Katie Grant, 202-225-3130
WASHINGTON, DC - House Democratic Whip Steny H. Hoyer (MD) spoke on the House Floor about Republican intransigence and obstruction, and urged House Republicans to pass an extension of middle class tax cuts to provide certainty for American families. Below are his remarks as prepared for delivery:
“Mr. Speaker, this week’s middle class tax cut debate is an unnecessary sequel to December’s fight over extending payroll tax cuts. Republicans campaigned on a pledge to seek bipartisan solutions to our pressing challenges, but, when faced with a bipartisan agreement in December, they chose to walk away. And they appear ready to do so again this week.
“When it comes to extending tax cuts for the middle class, Democrats and Republicans agree: both believe we ought to do so. So, with millions faced with the uncertainty of whether their taxes will go up next year, why hasn’t Congress acted?
“This should be an easy vote for an overwhelming majority of members – to say, ‘let’s extend these tax cuts we agree on, and then debate what to do about the rest.’ It should be easy, but Republicans are continuing to do what they have done best this Congress: obstruct, delay, and walk away.
“By holding an extension of the payroll tax cut hostage in December, Republicans walked away from the middle-class. They walked away from their responsibility to seek compromise on job creation and economic recovery. They walked away from negotiations over deficit reduction, setting up the dangerous sequester that now looms at the end of the year. Today they are walking away from the middle-class and working families once more, demanding their way or nothing on tax cuts.
“No tax cuts for the middle class, they insist, without an additional tax break for the top 2%. This would add a trillion dollars to our deficits over the next decade.
“Republicans’ plan of tax cuts for the wealthy hasn’t worked before, and it won’t work now. Under President Reagan and both Presidents Bush, deficits climbed. Democrats want to return to the successful policies we had under President Clinton, when we created millions of jobs and achieved budget surpluses.
“I say to my friends on the Republican side of the aisle: we have had many opportunities to work together this year to address our challenges, but each time you walked away. In doing so, they broke a central promise in their ‘Pledge to America’ – that is, the promise to let a majority work its will.
“We could have extended the payroll tax cuts without a fight. We could have found a big and balanced solution to deficits. And we could be voting today on a tax cut extension for 100% Americans. But in each case, Republicans moved not toward the center but to the right to placate the extreme wing within their party.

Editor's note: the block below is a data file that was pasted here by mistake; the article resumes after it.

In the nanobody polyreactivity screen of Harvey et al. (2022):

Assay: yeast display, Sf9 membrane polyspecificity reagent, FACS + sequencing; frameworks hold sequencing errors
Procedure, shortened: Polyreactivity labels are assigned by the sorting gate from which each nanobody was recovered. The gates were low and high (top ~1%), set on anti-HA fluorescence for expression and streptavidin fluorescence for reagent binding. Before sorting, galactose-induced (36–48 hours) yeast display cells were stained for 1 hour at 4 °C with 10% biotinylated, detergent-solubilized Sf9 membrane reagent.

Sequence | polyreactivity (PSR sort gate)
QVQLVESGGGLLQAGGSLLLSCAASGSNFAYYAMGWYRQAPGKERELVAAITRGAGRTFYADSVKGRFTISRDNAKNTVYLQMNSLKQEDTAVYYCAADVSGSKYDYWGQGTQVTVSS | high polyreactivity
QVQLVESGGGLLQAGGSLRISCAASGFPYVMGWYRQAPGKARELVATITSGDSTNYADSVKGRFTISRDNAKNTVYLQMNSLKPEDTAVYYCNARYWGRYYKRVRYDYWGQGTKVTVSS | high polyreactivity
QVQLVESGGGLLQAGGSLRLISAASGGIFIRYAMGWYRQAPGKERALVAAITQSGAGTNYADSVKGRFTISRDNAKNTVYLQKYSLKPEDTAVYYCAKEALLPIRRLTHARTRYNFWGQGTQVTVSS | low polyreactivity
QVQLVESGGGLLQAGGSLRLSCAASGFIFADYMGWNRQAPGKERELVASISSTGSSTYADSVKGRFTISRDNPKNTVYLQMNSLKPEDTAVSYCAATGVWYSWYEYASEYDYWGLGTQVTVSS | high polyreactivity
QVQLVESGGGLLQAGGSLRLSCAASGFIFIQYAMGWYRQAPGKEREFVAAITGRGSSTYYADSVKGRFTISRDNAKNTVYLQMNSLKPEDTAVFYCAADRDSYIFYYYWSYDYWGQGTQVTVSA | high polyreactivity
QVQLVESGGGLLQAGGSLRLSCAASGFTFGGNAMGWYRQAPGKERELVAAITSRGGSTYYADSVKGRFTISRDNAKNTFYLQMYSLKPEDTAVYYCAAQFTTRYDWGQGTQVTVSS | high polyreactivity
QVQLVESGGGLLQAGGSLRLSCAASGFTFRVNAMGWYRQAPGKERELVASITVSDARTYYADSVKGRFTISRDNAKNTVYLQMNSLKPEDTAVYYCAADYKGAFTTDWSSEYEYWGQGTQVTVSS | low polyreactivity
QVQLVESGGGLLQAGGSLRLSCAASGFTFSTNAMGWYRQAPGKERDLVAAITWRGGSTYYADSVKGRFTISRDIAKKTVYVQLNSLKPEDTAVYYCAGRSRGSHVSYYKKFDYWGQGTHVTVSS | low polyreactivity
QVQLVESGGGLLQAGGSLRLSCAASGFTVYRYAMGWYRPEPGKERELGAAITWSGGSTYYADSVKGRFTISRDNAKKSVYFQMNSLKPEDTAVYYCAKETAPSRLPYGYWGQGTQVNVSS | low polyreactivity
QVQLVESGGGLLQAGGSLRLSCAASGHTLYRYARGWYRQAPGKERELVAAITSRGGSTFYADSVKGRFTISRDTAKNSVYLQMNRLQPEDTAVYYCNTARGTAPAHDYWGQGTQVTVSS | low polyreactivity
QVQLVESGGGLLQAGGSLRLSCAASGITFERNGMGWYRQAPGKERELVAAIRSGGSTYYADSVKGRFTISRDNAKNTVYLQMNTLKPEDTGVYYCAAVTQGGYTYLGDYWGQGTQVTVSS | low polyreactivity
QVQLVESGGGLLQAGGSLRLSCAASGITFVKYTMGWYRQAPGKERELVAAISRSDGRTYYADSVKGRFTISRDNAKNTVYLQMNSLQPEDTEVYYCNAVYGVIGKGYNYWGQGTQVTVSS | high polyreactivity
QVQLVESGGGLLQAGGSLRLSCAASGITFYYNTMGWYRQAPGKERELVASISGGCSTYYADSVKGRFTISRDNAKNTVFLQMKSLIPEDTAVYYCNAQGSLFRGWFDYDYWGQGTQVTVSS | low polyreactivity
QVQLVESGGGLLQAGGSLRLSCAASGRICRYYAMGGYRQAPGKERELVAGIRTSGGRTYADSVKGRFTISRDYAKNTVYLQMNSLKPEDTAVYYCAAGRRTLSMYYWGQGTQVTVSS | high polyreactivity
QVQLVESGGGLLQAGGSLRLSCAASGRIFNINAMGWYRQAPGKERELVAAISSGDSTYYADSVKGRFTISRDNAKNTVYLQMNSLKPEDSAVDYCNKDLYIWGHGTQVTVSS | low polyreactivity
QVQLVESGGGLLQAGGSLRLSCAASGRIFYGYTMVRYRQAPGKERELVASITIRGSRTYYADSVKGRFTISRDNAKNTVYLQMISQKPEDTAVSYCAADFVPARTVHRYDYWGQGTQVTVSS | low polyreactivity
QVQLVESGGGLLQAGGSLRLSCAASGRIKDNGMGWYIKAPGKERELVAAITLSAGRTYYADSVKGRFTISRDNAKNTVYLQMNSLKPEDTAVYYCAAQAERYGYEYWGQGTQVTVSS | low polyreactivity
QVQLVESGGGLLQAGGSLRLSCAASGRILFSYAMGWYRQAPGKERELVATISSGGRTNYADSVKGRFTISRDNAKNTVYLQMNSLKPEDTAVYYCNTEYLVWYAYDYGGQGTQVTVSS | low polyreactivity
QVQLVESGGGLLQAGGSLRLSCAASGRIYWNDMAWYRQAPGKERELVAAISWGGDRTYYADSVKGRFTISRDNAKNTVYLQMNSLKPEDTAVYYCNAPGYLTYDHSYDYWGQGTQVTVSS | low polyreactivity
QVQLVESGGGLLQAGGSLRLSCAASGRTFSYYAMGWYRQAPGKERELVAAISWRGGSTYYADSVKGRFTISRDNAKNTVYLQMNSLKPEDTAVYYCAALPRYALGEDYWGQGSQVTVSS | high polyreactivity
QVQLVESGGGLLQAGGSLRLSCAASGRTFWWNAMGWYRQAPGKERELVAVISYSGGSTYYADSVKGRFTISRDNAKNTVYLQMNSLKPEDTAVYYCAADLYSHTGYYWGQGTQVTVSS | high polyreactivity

“Yesterday, Republican Rep. Richard Hanna of New York said this about his own party in Congress – and I quote: ‘I have to say that I am frustrated by how much we – I mean the Republican party – are willing to give deferential treatment to our extremes in this moment of history.’
“The Gentleman from New York said further: ‘We render ourselves incapable of governing when all we do is take severe sides. If all people do is go down there and join a team, and the team is invested in winning and you have something similar to the shirts and the skins, there’s not a lot of value there.’
“He’s right – Republicans have been completely unable to govern. Again and again, this Republican House has received compromise bills from the Senate but has been incapable of agreeing to legislation or passing a version that could become law. Examples include Reauthorization of the Violence Against Women Act, the Farm Bill, Postal Reform, the Highway Bill, FAA Reauthorization, and many others. Instead of focusing on winning politically, they ought to be concerned about governing effectively.
“They can learn much from our outstanding Olympic athletes. In team sports like soccer and basketball, athletes who normally compete against each other at home, have come together as one Team USA to win gold overseas. They may harbor rivalries most of the time, they may not be used to working together, and they all know that, when that cauldron is extinguished, they will once again wear different colors. But right now, in London, they’re all wearing red, white, and blue, and they’ve set their differences aside to achieve victory together.
“House Republicans ought to follow their example. We have the chance today to be one team and make possible what we agree ought to happen. So I say to Republicans: stop walking away from the middle class and start working with us to get things done on their behalf.”